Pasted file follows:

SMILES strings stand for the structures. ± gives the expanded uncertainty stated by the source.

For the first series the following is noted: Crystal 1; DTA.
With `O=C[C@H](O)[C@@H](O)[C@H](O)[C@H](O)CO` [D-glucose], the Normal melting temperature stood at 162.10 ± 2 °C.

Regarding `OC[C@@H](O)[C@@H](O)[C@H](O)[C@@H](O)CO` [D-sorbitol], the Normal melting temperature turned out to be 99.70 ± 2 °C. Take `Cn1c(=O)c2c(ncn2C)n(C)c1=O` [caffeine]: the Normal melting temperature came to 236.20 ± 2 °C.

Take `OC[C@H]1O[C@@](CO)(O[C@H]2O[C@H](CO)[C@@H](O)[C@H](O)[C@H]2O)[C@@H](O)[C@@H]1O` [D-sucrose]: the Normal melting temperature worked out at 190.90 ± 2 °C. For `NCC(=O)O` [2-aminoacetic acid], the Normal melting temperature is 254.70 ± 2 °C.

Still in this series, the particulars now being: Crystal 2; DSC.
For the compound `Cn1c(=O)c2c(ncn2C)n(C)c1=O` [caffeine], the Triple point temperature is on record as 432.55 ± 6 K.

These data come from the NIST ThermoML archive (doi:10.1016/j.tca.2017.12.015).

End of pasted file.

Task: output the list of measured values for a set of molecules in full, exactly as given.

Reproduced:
SMILES strings stand for the structures. ± gives the expanded uncertainty stated by the source.

For the first series the following is noted: Crystal 1; DTA.
With `O=C[C@H](O)[C@@H](O)[C@H](O)[C@H](O)CO` [D-glucose], the Normal melting temperature stood at 162.10 ± 2 °C.

Regarding `OC[C@@H](O)[C@@H](O)[C@H](O)[C@@H](O)CO` [D-sorbitol], the Normal melting temperature turned out to be 99.70 ± 2 °C. Take `Cn1c(=O)c2c(ncn2C)n(C)c1=O` [caffeine]: the Normal melting temperature came to 236.20 ± 2 °C.

Take `OC[C@H]1O[C@@](CO)(O[C@H]2O[C@H](CO)[C@@H](O)[C@H](O)[C@H]2O)[C@@H](O)[C@@H]1O` [D-sucrose]: the Normal melting temperature worked out at 190.90 ± 2 °C. For `NCC(=O)O` [2-aminoacetic acid], the Normal melting temperature is 254.70 ± 2 °C.

Still in this series, the particulars now being: Crystal 2; DSC.
For the compound `Cn1c(=O)c2c(ncn2C)n(C)c1=O` [caffeine], the Triple point temperature is on record as 432.55 ± 6 K.

These data come from the NIST ThermoML archive (doi:10.1016/j.tca.2017.12.015).